“Your whole order was $44.95. You want me to overnight a shirt to you for $23.95 postage? I can’t do that. Return the whole outfit and I will give you your money back.”
“But my son will be so disappointed.”
“Then have him wear the brown plaid shirt that I sent.”
“I am sending back the whole thing.”
“Where is my order?” “I sent it a week ago.” “I moved. Why can’t the post office send it to my new address?”
“Because you gave me the old address on your order and never informed the post office that you moved. I went online and tracked your package. The outfit is coming back to me.”
“You’ve ruined my daughter’s special day! I’m going to write a review and tell everyone what a horrible seller you are!”
“Please stop screaming at me.”
“You never asked me which house to send it to! I have ten houses!”
‘You gave me the NYC address on your order.”
“You are a horrible business woman!”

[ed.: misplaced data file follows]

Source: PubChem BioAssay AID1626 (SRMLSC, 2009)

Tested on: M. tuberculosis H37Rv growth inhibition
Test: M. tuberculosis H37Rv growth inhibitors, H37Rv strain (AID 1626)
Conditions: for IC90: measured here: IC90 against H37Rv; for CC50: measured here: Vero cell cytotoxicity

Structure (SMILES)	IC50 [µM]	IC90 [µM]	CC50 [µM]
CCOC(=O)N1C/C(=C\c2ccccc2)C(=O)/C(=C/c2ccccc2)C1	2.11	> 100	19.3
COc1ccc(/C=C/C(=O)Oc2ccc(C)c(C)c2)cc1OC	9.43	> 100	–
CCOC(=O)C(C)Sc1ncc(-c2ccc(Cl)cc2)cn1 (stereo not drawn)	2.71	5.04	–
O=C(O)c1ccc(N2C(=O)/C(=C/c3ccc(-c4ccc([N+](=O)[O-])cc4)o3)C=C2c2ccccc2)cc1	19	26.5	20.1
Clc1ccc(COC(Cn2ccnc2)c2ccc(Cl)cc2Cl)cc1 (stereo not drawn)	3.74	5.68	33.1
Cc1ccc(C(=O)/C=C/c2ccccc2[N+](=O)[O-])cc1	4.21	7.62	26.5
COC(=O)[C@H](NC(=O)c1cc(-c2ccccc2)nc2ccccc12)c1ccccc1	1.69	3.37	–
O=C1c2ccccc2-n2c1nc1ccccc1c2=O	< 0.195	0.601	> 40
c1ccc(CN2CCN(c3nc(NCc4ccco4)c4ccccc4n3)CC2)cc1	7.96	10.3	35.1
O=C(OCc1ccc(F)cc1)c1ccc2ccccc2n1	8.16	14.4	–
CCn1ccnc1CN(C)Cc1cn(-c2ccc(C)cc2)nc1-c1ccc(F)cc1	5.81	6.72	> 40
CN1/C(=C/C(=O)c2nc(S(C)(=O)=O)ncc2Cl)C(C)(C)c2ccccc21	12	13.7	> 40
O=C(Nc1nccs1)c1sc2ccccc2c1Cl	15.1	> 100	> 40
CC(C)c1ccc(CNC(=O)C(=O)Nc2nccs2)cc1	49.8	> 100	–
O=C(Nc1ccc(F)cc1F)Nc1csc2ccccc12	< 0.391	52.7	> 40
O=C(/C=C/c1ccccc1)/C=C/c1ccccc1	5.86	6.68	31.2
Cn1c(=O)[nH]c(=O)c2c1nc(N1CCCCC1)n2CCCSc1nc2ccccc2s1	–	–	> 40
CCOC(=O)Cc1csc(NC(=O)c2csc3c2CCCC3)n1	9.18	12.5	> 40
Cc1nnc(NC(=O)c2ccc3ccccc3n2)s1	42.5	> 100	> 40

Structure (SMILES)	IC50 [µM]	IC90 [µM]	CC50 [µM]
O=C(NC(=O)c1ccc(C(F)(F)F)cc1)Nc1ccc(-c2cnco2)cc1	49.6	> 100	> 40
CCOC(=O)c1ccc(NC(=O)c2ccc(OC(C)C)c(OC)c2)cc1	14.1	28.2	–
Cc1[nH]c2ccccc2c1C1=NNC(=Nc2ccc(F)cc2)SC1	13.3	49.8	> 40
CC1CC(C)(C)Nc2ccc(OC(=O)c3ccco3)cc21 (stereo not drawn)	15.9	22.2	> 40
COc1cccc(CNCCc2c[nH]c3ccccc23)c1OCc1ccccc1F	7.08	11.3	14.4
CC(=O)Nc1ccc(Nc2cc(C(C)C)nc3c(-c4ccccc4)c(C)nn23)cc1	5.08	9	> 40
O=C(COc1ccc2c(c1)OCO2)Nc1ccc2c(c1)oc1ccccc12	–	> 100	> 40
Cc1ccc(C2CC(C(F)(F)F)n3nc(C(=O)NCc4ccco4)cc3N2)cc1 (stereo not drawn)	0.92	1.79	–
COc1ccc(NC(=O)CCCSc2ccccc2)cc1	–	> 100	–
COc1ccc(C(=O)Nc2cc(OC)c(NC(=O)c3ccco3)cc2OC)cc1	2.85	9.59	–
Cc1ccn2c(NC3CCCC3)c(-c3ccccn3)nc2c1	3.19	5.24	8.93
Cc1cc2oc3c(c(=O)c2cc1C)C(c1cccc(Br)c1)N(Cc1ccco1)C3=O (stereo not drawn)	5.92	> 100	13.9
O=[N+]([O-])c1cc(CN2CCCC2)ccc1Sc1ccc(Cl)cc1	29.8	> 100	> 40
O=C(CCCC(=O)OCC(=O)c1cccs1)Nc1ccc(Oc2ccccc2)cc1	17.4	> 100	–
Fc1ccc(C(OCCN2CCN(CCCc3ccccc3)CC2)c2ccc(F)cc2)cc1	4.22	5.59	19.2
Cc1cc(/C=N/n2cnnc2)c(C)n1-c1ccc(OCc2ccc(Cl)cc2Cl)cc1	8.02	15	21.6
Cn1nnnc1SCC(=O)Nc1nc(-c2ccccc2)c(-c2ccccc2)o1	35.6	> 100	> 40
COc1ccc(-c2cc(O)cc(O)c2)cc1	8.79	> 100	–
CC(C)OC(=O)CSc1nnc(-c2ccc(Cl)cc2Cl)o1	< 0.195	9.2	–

I finally had to hang up on that one (she got her money back a month later when the package got back to me).
My fun way to make money was becoming less fun.
Then Etsy, which had grown huge, demanded that I start taking Direct Pay credit cards. With Direct Pay, I’d never be able to get measurement from anyone. Etsy threatened to shut me down if I didn’t agree. I didn’t. Etsy did.
I was forced to retire.
I donated 500 dresses to Dress a Girl Around the World. Yes, my helper pointed out that some of them were butt ugly, all the leftovers after twelve years of selling (two of those years getting over a bad break-up where all I did was sew, sew, sew). But still. They were well-made cotton dresses, and I shipped them to the Dress a Girl headquarters at my own expense.
Yes, I still have inventory to get rid of. I maxed out my allowable $5000 in charitable donations for my income taxes this year. Yes, I miss the extra money. But I don’t miss the hassles with, the attitudes of, or the sheer laziness of the internet shoppers.
Buy a tape measure and figure it out, people!
It’s not that hard.

Couldda Wouldda Didda

Yup, I retired.